Current social distancing guidelines have brought stress and anxiety, especially for family caregivers who are forced to isolate from older or at-risk loved ones.
According to the Caregiver Action Network, more than 90 million Americans provide care to a loved one who has chronic conditions, disabilities, disease, or is experiencing the frailties of old age. These people are among the most vulnerable to COVID-19.
Many family caregivers feel alone in their caregiving journey. With the lockdown, that feeling has reached a whole new level. Prior to the pandemic, surveys showed 48 million people aged 45 and older report being chronically lonely. This age group is the Sandwich Generation, a caregiver cohort who juggle caring for children while also caring for older loved ones—all while working.
Although social isolation and loneliness are increasing for both seniors and family caregivers, they are different. Social isolation is the state of being isolated and not able to interact with others on a regular basis due to illness, disability, or lack of access to social activities. Loneliness is the state of feeling isolated where there is a void in the quality of social relationships. In other words, loneliness is about how we feel, regardless of who is around us. Being socially isolated makes loneliness worse.
How Loneliness Impacts Health
Researcher Julianne Holt-Lundstad, professor of psychology and neuroscience at Brigham Young University, studied what she calls “the global loneliness epidemic” and the impact of chronic loneliness on health. She found loneliness can cause a negative health equivalent of smoking 15 cigarettes a day. It can actually be a bigger health risk than obesity and air pollution. In fact, it is such a concern in the United Kingdom that the nation named its first Minister of Loneliness in 2018 to address the growing public health crisis.
Caregivers are struggling with the inability to have face-to-face contact during the pandemic. Psychologist and author, Susan Pinker, warns this isolation has harmful effects on our health. Pinker’s work points to social contact being linked with the release of neurotransmitters that trigger our brain to feel trust and comfort. Pinker advises that current social distancing rules prohibiting things such as handshakes and hugs are also limiting the release of hormones such as oxytocin, which makes us feel bonded to others, or dopamine, which can elevate our mood and reduce pain. In her TED Talk, Pinker explained how social contacts create a vaccine, not just for loneliness but as “a biological force field between disease and decline.”
It’s important we be mindful to consider at what point social distancing and lack of human contact becomes a greater public health risk than COVID-19.
How Monday Might Be the Prescription Caregivers Need
Finding ways to overcome loneliness as a caregiver is sometimes easier said than done. But using a scientifically based method that helps promote healthier behaviors can help. The Caregiver Monday campaign is part of The Monday Campaigns nonprofit public health initiative, dedicated to using Mondays to focus on caregiver self-care practices and promotion.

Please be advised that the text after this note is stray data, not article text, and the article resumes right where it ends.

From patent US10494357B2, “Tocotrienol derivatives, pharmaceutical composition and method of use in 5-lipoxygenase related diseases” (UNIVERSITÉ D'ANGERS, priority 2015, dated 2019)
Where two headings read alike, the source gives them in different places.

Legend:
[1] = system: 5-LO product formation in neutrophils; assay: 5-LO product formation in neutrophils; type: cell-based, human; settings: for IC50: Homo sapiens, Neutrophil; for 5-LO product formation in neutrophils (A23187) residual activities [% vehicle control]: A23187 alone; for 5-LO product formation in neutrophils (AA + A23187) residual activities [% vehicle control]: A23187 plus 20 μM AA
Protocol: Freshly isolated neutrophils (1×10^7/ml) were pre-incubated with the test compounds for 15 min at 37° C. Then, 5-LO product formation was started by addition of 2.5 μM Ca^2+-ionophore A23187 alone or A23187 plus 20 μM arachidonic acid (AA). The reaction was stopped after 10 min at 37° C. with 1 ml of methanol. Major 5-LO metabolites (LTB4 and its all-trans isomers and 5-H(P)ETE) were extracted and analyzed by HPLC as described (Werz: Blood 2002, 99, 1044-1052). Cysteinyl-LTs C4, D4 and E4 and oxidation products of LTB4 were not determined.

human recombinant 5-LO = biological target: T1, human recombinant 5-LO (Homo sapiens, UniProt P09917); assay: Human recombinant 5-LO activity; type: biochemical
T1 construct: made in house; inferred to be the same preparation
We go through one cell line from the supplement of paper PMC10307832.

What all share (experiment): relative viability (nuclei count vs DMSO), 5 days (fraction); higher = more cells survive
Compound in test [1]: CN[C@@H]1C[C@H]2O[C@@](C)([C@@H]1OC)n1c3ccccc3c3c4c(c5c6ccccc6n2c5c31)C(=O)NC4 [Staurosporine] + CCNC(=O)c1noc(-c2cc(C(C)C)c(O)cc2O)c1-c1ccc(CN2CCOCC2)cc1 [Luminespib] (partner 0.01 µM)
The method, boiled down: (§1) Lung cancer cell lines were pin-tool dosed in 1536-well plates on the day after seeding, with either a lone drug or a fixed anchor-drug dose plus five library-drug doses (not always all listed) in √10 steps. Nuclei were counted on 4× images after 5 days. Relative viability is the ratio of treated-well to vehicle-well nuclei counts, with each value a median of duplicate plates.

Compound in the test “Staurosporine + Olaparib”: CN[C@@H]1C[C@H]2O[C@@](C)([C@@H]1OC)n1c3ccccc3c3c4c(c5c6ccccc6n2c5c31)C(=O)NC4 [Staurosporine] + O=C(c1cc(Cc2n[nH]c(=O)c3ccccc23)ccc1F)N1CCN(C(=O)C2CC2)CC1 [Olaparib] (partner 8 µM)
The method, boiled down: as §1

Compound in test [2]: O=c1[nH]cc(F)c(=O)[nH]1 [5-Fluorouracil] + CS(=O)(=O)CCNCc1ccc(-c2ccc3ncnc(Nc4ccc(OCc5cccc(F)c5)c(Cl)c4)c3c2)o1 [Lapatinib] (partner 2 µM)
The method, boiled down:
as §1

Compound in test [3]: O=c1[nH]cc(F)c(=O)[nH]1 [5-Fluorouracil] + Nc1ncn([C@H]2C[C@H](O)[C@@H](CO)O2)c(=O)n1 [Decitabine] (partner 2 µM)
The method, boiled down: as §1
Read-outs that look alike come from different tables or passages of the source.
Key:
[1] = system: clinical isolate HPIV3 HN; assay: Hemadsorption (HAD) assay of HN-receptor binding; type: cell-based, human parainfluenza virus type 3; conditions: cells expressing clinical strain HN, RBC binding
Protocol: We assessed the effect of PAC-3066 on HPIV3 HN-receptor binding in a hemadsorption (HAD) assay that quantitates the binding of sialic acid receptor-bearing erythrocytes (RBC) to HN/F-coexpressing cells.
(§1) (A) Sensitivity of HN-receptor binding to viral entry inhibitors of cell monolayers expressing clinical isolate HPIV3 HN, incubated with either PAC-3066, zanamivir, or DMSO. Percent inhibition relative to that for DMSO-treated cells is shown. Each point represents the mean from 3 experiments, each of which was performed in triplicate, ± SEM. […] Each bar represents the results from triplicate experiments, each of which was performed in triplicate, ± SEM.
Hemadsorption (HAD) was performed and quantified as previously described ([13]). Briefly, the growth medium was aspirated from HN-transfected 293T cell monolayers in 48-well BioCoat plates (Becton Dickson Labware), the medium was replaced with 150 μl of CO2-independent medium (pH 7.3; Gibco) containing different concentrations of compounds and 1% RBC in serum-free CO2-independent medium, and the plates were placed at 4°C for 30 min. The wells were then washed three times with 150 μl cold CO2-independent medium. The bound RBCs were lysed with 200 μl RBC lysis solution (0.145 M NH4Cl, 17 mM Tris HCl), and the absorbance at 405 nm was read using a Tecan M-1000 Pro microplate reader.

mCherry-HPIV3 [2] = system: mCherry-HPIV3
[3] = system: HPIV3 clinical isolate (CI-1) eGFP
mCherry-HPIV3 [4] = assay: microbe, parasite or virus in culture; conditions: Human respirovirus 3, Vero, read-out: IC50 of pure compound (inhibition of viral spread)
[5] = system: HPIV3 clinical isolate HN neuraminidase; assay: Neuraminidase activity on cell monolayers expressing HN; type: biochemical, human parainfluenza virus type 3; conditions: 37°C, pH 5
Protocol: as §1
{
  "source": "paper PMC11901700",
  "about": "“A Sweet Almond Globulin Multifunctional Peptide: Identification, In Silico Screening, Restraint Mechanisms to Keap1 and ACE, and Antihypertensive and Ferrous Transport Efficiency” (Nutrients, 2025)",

A 2019 survey conducted by Data Decisions Group for The Monday Campaigns found 64 percent of respondents said if they start with a positive frame of mind on Monday, they are more likely to stay positive for the rest of the week.
Using Monday as a weekly reminder to stay connected can help create a rhythm and routine that makes it easier to plan and sustain that effort. It can also create a sense of happy anticipation that enhances positive emotions that combat loneliness. Try any of these four ideas on Mondays to stay socially connected and defeat loneliness:
Online support groups: Talking with other caregivers who understand your challenges creates an important sense of inclusion.
Friends and family: Making time to connect with friends or geographically distant family is essential. Using video chats—and ensuring you look into the camera instead of the computer or tablet screen—helps simulate the face-to-face contact that will improve emotional and physical health.
Local community: Make Monday the day you get out of the house and have social interaction. As communities begin to relax shelter-in-place rules and allow for more activity, grabbing a morning coffee and saying “hello” to your favorite barista can help overcome feelings of isolation and loneliness.
Get a respite break: Some employers offer respite care benefits and there are many organizations that provide respite help at low or no cost through the nonprofit ARCH National Respite Network. Having this caregiving break gives you critical time to focus on self-care and connect with home care aides that can make you feel less alone.
Sherri Snelling is a corporate gerontologist and ambassador for the Caregiver Monday campaign. She specializes in caregiver wellness, psychosocial behavior modification and brain health/Alzheimer’s. She is founder of the Caregiving Club, a consulting and content creation company working with employers to encourage caregiver self-care in the workplace.